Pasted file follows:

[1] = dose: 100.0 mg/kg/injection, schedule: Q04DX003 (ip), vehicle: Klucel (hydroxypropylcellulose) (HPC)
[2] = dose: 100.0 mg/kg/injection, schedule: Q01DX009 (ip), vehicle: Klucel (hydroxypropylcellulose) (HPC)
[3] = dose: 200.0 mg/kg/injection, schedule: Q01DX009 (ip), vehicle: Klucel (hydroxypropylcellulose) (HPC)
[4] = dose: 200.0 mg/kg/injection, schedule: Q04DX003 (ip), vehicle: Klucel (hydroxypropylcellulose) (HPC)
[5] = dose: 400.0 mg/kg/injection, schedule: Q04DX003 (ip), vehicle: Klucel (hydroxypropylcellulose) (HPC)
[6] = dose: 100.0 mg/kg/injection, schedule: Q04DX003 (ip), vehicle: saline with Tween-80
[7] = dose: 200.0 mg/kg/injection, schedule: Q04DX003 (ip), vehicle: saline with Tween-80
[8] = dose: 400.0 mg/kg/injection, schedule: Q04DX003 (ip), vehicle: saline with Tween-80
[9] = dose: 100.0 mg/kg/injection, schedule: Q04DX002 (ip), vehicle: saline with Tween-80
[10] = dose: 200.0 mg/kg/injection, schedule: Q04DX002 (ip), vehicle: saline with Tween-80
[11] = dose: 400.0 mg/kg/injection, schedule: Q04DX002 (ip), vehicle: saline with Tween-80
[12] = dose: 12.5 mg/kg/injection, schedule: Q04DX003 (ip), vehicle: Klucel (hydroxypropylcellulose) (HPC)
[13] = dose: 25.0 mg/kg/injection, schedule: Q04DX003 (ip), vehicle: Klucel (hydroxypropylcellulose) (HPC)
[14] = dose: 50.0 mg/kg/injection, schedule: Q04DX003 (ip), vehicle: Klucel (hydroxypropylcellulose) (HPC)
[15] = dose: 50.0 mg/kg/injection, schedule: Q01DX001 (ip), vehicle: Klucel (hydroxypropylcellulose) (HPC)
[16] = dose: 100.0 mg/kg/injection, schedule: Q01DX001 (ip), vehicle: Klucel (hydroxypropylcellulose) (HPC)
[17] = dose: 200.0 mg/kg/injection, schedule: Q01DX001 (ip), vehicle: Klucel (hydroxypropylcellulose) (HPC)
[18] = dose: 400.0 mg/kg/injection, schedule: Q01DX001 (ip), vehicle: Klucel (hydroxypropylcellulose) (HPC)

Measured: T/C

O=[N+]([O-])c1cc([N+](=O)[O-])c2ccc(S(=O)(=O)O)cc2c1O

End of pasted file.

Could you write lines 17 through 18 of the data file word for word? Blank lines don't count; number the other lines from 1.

[17] = dose: 200.0 mg/kg/injection, schedule: Q01DX001 (ip), vehicle: Klucel (hydroxypropylcellulose) (HPC)
[18] = dose: 400.0 mg/kg/injection, schedule: Q01DX001 (ip), vehicle: Klucel (hydroxypropylcellulose) (HPC)